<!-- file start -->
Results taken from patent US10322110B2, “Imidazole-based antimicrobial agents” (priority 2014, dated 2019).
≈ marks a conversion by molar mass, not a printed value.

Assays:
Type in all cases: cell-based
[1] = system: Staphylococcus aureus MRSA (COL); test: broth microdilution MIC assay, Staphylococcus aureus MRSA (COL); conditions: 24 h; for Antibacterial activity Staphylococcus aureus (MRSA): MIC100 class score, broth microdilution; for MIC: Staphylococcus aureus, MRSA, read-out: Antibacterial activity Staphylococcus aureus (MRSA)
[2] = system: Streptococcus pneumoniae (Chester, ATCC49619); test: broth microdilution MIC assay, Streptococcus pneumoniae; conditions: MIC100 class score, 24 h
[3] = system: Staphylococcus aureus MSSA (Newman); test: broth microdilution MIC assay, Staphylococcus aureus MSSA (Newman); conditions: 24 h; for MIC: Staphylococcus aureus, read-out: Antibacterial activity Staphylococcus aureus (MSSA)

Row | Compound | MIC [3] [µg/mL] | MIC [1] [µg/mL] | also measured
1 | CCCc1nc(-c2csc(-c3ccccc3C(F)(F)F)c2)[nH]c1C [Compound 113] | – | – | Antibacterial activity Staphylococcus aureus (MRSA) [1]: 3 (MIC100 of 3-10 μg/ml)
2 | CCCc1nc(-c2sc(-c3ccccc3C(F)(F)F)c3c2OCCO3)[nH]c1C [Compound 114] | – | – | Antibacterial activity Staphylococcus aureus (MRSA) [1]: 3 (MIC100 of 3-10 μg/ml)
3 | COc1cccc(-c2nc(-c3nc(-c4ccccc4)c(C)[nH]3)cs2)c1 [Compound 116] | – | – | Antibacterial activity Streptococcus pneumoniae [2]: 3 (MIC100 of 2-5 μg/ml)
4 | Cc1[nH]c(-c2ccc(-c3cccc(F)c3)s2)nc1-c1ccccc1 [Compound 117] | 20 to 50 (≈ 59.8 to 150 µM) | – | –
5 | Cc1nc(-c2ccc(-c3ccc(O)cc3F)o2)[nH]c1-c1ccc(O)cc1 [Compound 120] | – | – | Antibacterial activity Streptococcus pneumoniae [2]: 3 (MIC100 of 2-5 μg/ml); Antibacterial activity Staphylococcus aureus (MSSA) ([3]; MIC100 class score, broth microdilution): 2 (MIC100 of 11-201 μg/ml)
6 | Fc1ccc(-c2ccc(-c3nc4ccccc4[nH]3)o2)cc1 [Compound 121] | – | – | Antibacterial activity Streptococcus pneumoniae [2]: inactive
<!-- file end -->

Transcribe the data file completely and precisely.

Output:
Results taken from patent US10322110B2, “Imidazole-based antimicrobial agents” (priority 2014, dated 2019).
≈ marks a conversion by molar mass, not a printed value.

Assays:
Type in all cases: cell-based
[1] = system: Staphylococcus aureus MRSA (COL); test: broth microdilution MIC assay, Staphylococcus aureus MRSA (COL); conditions: 24 h; for Antibacterial activity Staphylococcus aureus (MRSA): MIC100 class score, broth microdilution; for MIC: Staphylococcus aureus, MRSA, read-out: Antibacterial activity Staphylococcus aureus (MRSA)
[2] = system: Streptococcus pneumoniae (Chester, ATCC49619); test: broth microdilution MIC assay, Streptococcus pneumoniae; conditions: MIC100 class score, 24 h
[3] = system: Staphylococcus aureus MSSA (Newman); test: broth microdilution MIC assay, Staphylococcus aureus MSSA (Newman); conditions: 24 h; for MIC: Staphylococcus aureus, read-out: Antibacterial activity Staphylococcus aureus (MSSA)

Row | Compound | MIC [3] [µg/mL] | MIC [1] [µg/mL] | also measured
1 | CCCc1nc(-c2csc(-c3ccccc3C(F)(F)F)c2)[nH]c1C [Compound 113] | – | – | Antibacterial activity Staphylococcus aureus (MRSA) [1]: 3 (MIC100 of 3-10 μg/ml)
2 | CCCc1nc(-c2sc(-c3ccccc3C(F)(F)F)c3c2OCCO3)[nH]c1C [Compound 114] | – | – | Antibacterial activity Staphylococcus aureus (MRSA) [1]: 3 (MIC100 of 3-10 μg/ml)
3 | COc1cccc(-c2nc(-c3nc(-c4ccccc4)c(C)[nH]3)cs2)c1 [Compound 116] | – | – | Antibacterial activity Streptococcus pneumoniae [2]: 3 (MIC100 of 2-5 μg/ml)
4 | Cc1[nH]c(-c2ccc(-c3cccc(F)c3)s2)nc1-c1ccccc1 [Compound 117] | 20 to 50 (≈ 59.8 to 150 µM) | – | –
5 | Cc1nc(-c2ccc(-c3ccc(O)cc3F)o2)[nH]c1-c1ccc(O)cc1 [Compound 120] | – | – | Antibacterial activity Streptococcus pneumoniae [2]: 3 (MIC100 of 2-5 μg/ml); Antibacterial activity Staphylococcus aureus (MSSA) ([3]; MIC100 class score, broth microdilution): 2 (MIC100 of 11-201 μg/ml)
6 | Fc1ccc(-c2ccc(-c3nc4ccccc4[nH]3)o2)cc1 [Compound 121] | – | – | Antibacterial activity Streptococcus pneumoniae [2]: inactive